Thanks to the #MTBoS and a plethora of digital tools, we have access to a lot of resources. A LOT. And they’re coming at us at lightning speed thanks to Twitter and blogs… often *not* when we’re teaching the concepts featured in the resources.
How do you keep track of all of the resources you find or create, so you:
(1) Remember that you have them…?
(2) Use them when you’re teaching the concepts they address…?
I have stuff all over the place. Over the past 4 years in a 1:1 iPad learning environment, I’ve come to the conclusion that there is no one “silver bullet” tool that addresses all classroom needs. (As a matter of fact, I’m not even looking for ONE tool that can do everything well… because I don’t know that ONE tool can.) Thus, the content, as well as the information you seek to gain from students, helps determine the appropriate tool(s) along the way. That’s why it’s inevitable that you may also have stuff all over the place.
My colleagues and I have:
(1) Created Socrative Quizzes
(2) Created and revised ThatQuiz Quizzes
(3) Created Nearpod experiences
(4) Created ThingLinks full of relevant URLs
(5) Created and revised classroom Kahoots!
(6) Created and revised Desmos Activities
(7) Created and found instructional YouTube and Vimeo videos
If you don’t park all of this good stuff somewhere, you literally forget about the work you’ve done and the fine work others have shared with you to use. That’s why I created an in-detail Google Doc for each course I teach. With new math TEKS K – 8 last year, and new high school math TEKS this year, I can’t imagine any other way of keeping my sanity and organizing all of the resources and planning we’ve done from scratch the past 2 years.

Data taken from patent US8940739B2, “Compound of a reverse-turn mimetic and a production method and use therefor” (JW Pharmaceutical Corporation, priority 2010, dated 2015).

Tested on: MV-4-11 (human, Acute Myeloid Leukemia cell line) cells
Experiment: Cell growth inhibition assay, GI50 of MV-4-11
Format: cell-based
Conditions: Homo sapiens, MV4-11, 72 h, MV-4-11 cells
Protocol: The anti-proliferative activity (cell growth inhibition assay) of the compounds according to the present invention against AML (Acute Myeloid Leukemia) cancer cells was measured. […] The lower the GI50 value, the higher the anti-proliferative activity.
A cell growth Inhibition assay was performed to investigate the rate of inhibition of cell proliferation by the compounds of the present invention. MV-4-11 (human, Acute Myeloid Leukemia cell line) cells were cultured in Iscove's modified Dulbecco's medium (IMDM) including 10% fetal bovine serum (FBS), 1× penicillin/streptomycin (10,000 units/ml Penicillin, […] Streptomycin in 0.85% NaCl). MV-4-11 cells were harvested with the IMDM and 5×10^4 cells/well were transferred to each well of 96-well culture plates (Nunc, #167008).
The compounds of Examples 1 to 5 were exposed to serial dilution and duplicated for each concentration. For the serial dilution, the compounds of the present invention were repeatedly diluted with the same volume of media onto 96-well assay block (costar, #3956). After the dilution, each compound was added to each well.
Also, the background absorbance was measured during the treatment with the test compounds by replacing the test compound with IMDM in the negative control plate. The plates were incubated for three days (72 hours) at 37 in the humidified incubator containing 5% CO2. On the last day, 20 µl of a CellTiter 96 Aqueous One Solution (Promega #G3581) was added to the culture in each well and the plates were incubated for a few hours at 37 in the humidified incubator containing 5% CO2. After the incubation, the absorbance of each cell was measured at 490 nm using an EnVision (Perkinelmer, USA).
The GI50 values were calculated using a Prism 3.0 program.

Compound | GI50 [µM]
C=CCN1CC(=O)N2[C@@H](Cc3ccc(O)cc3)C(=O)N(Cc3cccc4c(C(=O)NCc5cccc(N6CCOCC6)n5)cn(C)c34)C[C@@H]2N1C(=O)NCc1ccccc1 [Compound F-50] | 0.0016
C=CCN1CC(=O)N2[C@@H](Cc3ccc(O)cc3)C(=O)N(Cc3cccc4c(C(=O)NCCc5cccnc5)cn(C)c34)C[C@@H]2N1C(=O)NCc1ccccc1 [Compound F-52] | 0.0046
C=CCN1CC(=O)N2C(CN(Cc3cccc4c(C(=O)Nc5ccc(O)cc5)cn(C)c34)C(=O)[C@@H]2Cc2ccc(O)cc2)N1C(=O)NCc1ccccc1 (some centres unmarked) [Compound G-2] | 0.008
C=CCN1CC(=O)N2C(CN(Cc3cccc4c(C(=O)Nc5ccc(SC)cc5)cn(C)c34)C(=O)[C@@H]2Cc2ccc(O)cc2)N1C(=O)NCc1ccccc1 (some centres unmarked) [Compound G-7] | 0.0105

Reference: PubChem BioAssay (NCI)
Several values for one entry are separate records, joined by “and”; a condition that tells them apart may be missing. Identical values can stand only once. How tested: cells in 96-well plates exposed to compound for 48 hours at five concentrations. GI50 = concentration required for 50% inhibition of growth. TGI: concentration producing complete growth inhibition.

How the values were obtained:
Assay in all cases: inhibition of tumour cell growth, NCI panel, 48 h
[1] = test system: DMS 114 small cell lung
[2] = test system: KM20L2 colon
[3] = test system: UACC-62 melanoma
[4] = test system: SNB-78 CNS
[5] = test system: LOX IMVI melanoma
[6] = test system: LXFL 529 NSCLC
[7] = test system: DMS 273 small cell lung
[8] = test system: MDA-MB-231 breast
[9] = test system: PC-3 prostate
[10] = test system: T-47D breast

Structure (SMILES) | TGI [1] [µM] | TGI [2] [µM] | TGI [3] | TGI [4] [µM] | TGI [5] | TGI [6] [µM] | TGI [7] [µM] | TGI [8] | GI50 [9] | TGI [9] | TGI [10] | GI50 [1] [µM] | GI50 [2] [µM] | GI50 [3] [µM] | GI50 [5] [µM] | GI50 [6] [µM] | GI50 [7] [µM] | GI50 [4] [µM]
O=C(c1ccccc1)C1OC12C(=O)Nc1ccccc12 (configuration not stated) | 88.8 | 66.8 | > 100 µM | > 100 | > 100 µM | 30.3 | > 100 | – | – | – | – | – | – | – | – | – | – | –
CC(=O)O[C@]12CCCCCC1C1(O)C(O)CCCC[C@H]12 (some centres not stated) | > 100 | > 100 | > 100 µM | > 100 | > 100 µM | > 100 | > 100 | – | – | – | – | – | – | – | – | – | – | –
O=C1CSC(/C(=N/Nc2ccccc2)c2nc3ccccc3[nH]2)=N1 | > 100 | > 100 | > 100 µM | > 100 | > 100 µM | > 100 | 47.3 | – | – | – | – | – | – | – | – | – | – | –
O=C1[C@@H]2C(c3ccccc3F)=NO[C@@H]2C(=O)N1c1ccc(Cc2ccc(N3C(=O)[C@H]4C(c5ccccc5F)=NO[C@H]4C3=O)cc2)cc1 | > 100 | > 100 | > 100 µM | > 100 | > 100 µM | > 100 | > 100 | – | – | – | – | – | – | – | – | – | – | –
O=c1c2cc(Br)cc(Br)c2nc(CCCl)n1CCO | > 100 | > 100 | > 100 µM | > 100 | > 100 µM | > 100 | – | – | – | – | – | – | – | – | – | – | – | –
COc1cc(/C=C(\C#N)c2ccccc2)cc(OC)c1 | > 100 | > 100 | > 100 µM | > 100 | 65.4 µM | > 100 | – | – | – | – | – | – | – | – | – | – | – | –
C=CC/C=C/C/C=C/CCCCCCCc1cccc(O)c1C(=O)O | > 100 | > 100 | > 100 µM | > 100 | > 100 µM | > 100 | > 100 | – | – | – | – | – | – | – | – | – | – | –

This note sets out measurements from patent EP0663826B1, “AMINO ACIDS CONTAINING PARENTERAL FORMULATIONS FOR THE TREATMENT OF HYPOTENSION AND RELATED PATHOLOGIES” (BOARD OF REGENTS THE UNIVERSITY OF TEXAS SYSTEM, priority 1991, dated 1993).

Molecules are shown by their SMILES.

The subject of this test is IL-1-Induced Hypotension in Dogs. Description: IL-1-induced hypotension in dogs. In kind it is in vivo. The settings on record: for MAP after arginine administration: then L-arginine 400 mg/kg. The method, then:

What’s great about using Google is that it’s with you on every device, wherever you go. So when that unexpected and awesome resource comes your way, you can simply copy and paste the link in the doc so you’ll remember you have it as an instructional option when it’s time to teach that topic.
Here are several screenshots from my Google Doc – having this ever-present parking-space for good stuff has kept me sane, organized, and has even helped me to reflect upon my lessons, giving me a space to make daily notes about how class went, so I can revise my plans to make them better next time.